“Good to see you,” Laurie said, “I can’t stop to talk right now, I’m in the middle of a tournament.” I watched her frown in concentration as she rolled a ten-sided dice, and tallied something on her sheet. Watching her completely focus on her game, I realized that I was not a true gamer. I liked to play once in a while, but I had never lost myself so completely in a game. I would have stopped and talked to my best friend, who I hadn’t seen in months. After a few moments of play Laurie looked up and said, “Why don’t you go check out the video room? I hear they’ve got some good Japanese animation this year.” Taking her advice, I soon found myself sitting next to a Klingon watching a Japanese animated movie about the end of the world.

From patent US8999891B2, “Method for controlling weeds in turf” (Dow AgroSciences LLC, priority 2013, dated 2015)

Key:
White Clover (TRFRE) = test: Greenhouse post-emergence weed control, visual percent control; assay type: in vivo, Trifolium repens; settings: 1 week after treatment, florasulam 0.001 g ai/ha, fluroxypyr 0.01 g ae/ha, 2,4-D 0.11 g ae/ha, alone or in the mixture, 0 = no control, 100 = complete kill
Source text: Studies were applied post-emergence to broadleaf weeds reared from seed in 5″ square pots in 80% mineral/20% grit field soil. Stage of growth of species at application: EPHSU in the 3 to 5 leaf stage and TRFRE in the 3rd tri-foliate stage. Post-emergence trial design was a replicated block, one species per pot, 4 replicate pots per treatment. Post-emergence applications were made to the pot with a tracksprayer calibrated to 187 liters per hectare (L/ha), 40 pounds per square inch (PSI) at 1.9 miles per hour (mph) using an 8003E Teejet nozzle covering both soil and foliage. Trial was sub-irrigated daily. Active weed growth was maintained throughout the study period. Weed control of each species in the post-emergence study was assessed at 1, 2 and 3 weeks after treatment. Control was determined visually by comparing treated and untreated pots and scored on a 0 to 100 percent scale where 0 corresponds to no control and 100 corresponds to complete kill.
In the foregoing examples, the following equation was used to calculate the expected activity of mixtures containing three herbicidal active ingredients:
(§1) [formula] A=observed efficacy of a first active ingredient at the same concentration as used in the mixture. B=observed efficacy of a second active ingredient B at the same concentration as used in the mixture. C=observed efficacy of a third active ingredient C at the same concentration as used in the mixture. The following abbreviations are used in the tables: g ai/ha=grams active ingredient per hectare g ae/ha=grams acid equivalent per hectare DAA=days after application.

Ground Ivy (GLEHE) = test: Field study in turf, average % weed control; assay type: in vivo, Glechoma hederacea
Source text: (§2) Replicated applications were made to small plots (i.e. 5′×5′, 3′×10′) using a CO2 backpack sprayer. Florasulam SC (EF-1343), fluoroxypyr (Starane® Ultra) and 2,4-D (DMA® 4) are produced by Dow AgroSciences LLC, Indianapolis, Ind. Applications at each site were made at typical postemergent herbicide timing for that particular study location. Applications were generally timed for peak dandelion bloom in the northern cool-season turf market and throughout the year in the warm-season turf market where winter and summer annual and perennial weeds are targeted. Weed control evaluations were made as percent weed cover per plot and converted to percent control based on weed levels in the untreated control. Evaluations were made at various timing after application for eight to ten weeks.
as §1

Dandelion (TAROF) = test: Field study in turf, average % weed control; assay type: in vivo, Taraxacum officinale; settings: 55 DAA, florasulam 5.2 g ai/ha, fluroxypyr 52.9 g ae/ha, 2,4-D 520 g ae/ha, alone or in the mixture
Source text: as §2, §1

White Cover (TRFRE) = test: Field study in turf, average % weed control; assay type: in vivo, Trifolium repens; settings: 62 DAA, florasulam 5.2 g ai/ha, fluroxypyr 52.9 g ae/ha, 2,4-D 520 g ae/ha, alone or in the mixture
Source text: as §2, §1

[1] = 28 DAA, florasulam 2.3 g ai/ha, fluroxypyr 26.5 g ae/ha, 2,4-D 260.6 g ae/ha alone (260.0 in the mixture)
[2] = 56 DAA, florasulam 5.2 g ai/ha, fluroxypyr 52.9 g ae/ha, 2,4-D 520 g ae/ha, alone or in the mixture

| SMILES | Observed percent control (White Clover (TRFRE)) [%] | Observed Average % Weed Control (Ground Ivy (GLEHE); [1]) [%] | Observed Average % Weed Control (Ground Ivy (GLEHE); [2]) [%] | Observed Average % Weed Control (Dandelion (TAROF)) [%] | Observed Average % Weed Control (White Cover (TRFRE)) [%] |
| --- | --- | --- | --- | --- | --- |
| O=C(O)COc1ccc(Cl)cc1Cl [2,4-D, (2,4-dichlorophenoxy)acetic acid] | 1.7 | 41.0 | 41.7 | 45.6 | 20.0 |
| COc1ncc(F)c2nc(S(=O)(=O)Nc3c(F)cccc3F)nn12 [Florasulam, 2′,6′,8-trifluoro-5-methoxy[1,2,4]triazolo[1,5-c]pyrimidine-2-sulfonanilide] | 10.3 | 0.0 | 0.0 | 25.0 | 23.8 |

I followed much the same pattern on Saturday, wandering around until something caught my attention. I had the feeling that I was missing out on some things, but the people watching was great. The LARPers and gamers stayed mostly in the hotel; but the other fans wandered around the convention center. I literally ran in to a very tall knight, armor and all. I discovered that he was on his way to the Masquerade Ball that started at eight. At a quarter ‘til eight, I found myself crowding into the Grand Ballroom where the Masquerade was to take place. The lights dimmed and the stage began to eerily glow. A few tense minutes passed, and the stage was flooded in multicolored lights and the Star Trek theme started to play. The MC walked on to the stage and the show commenced. The costumes were incredible, as was the staging. The show opened with a God and Goddess, who had created their costumes from the reflective sides of cds. Next a group staged an action sequence from The Green Hornet. One group dressed as the Muppets; another showed up as the cast of Xena: Warrior Princess. There were a handful of other, less cool costumes, and then it was finished. I completed my Saturday by watching the midnight showing of The Rocky Horror Picture Show with Laurie. I probably heard about half of the actual movie, because everyone was saying the audience participation lines. Amazingly, almost everybody knew most of the lines. That is true dedication that, I guess, is what being a fan is all about.